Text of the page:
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SummaryMax Payne is one of the greatest action titles of our time.
The GoodMax Payne was an innovative and unique action title for its time. Sadly, its gameplay draws such as bullet time have been worn and torn so bad that if you describe Max Payne to a modern gamer who missed it first time around they'll simply go 'meh, its been done.' Even I for awhile was so worn out from games with bullet time and "John Woo style" gameplay mechanics that I dismissed Max Payne as dated. But a recent playthrough proved to me that this game is just as good as it ever has been.
For the year 2001, Max Payne was an absolutely eye popping game. These were the early days of full 3D acceleration, yet MP actually looked better than almost every other game on the market, better than Unreal, better than Quake 3, and so on. The detail and animations were exquisite, and high poly character models and environments were used to great effect. Its still satisfying to tear a room apart with bullets and as the dust settles make out piles of bodies lying in blood and brass bullet casings.
Developers love to use the term "Cinematic gameplay." This term has been around ever since the early days of CD when a fad of "interactive movies" came about. These interactive movies had little gameplay value and were often very poor. One of the only truly good interactive movies was the revolutionary laserdisc title, Dragon's Lair and it still had little 'play' value but it was saved by an entertaining story and visuals. But when the developers at Remedy called Max Payne a cinematic experience, they weren't bullshitting around this time. This is as close as you will get to being in an action movie you can actually interact with. Somewhere between "Sin City" and... well, John Woo movies the game is a third person shooter that allows you to use various weapons as well as the now cliche Bullet Time. But even after the glut of bullet time games, Max Payne is still one of the few games that does it right. It can really save your hide, and it looks cool seeing all the bullets, droplets of blood, pieces of plaster, all in slow motion and the "Shoot dodge" moves, which allows you to do slides, jumps, etc. to dodge while shooting in bullet time is still cool and the tight controls make it intuitive and fun. A sort of trademark of 3D realms, you can interact with most objects in the game whether they are important are not, and it is encouraged as you never know when you will find that extra bullet or the much needed health pack (Or in this game, pain pills. Why do so many games interpret pain medication as health? I suffer from arthritis and have pain pills, and sure it helps the pain but it doesn't heal me) and of course there are various jokes or evidence pieces that will help the story come together.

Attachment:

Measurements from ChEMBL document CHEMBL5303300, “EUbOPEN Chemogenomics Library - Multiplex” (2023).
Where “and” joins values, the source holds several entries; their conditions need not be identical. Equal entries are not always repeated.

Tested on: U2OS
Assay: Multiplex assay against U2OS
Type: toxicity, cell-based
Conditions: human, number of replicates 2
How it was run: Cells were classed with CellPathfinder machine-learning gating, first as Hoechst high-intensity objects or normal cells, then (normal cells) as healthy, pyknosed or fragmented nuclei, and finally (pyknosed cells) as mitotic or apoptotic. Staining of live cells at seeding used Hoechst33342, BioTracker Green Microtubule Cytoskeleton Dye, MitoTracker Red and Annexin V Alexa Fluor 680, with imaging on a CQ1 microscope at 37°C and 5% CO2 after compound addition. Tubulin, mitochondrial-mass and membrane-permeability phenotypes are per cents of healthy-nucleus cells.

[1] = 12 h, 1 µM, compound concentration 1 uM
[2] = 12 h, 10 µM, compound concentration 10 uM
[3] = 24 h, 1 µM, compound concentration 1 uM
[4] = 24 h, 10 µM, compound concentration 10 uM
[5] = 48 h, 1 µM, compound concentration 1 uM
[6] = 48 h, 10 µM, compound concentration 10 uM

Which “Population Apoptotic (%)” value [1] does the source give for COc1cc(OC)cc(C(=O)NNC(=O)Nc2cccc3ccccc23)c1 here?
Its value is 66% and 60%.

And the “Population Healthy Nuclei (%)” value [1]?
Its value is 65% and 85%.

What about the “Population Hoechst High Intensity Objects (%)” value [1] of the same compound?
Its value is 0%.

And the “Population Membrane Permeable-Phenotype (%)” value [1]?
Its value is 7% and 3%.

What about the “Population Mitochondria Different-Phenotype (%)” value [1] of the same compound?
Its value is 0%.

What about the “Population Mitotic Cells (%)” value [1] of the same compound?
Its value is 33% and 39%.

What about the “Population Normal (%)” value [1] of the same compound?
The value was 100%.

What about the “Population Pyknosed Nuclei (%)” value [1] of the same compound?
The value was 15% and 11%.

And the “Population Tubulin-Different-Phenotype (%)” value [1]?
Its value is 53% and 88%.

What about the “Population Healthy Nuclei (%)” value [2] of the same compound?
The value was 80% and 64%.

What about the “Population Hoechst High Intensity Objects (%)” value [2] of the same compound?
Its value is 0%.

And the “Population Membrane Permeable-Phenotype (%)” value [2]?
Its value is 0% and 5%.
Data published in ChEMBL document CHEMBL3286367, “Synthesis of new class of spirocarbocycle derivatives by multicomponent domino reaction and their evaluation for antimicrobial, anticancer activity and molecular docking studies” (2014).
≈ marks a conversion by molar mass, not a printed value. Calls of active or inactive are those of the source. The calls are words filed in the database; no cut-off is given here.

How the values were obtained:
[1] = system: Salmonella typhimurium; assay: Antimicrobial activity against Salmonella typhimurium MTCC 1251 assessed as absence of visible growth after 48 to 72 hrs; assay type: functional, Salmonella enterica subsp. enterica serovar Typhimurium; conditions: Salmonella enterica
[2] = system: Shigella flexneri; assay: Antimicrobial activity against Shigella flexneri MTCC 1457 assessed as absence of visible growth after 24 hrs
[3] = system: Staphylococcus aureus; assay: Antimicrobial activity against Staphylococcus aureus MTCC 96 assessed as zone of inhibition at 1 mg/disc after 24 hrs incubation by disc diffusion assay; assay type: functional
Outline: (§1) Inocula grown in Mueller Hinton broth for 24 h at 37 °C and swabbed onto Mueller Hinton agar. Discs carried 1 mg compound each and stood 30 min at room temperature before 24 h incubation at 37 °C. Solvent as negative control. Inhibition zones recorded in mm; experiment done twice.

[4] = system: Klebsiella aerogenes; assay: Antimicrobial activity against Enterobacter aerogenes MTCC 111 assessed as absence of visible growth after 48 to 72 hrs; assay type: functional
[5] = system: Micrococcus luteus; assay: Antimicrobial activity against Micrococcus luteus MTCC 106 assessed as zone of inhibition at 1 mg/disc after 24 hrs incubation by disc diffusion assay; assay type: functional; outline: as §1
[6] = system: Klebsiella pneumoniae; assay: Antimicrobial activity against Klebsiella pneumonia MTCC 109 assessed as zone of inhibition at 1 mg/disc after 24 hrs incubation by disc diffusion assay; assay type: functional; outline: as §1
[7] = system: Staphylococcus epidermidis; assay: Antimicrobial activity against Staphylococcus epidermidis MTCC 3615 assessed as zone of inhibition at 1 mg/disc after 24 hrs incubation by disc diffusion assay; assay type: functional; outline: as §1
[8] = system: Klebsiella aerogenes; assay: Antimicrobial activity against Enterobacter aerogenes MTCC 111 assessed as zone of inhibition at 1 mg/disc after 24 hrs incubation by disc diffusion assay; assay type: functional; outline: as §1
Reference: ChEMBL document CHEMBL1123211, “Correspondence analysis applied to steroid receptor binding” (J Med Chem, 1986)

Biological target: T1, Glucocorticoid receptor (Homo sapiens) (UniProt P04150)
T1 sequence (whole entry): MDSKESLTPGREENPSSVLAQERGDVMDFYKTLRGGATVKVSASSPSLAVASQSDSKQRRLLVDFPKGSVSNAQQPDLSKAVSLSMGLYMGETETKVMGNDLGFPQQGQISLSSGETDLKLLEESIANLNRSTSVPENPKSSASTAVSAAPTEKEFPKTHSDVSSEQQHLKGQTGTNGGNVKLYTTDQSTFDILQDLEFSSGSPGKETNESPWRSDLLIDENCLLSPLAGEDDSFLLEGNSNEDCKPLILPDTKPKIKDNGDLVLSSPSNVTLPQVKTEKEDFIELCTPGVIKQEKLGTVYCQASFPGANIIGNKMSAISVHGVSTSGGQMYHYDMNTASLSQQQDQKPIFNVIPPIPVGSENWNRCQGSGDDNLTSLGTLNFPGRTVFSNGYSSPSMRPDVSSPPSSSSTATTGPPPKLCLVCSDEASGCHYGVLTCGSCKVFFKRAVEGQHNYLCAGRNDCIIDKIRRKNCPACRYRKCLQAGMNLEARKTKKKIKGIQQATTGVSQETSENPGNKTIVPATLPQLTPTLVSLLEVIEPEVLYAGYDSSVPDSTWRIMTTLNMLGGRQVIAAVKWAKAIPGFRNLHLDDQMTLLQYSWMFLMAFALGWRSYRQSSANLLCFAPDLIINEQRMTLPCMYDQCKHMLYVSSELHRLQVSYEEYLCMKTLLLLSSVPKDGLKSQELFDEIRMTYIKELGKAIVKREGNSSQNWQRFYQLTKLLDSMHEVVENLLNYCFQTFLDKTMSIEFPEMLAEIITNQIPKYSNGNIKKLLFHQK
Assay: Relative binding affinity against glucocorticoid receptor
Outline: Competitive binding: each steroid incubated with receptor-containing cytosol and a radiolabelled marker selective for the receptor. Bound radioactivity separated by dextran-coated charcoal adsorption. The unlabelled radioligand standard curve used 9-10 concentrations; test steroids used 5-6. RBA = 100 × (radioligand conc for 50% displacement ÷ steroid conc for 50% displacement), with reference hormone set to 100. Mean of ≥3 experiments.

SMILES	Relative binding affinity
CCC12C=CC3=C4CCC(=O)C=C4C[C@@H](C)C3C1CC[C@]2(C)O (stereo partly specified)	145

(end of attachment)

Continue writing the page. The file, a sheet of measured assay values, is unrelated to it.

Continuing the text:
Speaking of the story, Max Payne tells a good one. It's done in a kitschy Noir style, and while this method of story telling as well as the voice acting can be somewhat silly at times, once you get used to it there's a great story that unfolds gracefully and has many satisfying twists and turns.
Guns sound realistic and are fun to shoot.
The AI isn't a push over. Although they are scripted, they can fight back well and are pretty harsh and brutal at times. Bullet time can sometimes be the only way that you can trump a gaggle of baddies, Remedy definitely realized that even a cop isn't going to be superman even if Bullet Time is a somewhat strange power when taken in or out of context.
The MaxEd tool available for the game is surprisingly easy to use and both my wife and I have made some homebrewed levels and campaigns, and it doesn't require a ton of hard coding knowledge to make a well detailed level.
After beating the game, various new modes are unlocked and they are more than just tougher difficulty levels. They change the game in various ways, and there's even a mode built for speed runners called New York Minute. If you're into speed running, try New York Minute, just prepare for the game to hold your balls in a vice grip because its pretty damn tough. You have to beat every level in only a minute per each one. Its hard as hell, but very rewarding when you can successfully beat a level. These modes give the game plenty of replay value.
The BadThe game is relatively short. While it may seem lengthy by today's ridiculously short standards, the game will only take you about 11 hours to beat.
The game can be frustratingly hard at times. The box claims to have adaptive difficulty adjustments to make the game easier or harder based on how you are doing, but I have noticed no such thing. Quick save is your best friend here.
As good as the graphics are for the time, they are lacking in one area: Facial animation. It's strange that they wouldn't have it, the game uses skeletal animation, you can tell by various animations and the way fingers realistically move and animate. Yet the characters faces are painted on, and its kinda creepy when they talk and their faces don't move. Remedy could've easily just made .gif files and changed the faces in cinematics if they didn't want to go through the trouble of using their skeletal animation system for full facial animation, and they DO use this effect as Max's face contorts in pain upon death as do the bad guys. Its disappointing, and as I said, kinda creepy how the faces never move and it reminds me of the way people talked on the Nintendo 64.
The voice acting and dialogue can seem hammy and somewhat stupid. "Pain killers: Take away the pain, leave the hurt." What the hell does that mean? Sometimes it uses its "Noir" style a little too much and the descriptions are often silly and sometimes when you'd expect a character to emote realistically, just another cheesy Darth Vader "NOOOO" voice happens. You get used to it eventually, but its still somewhat annoying.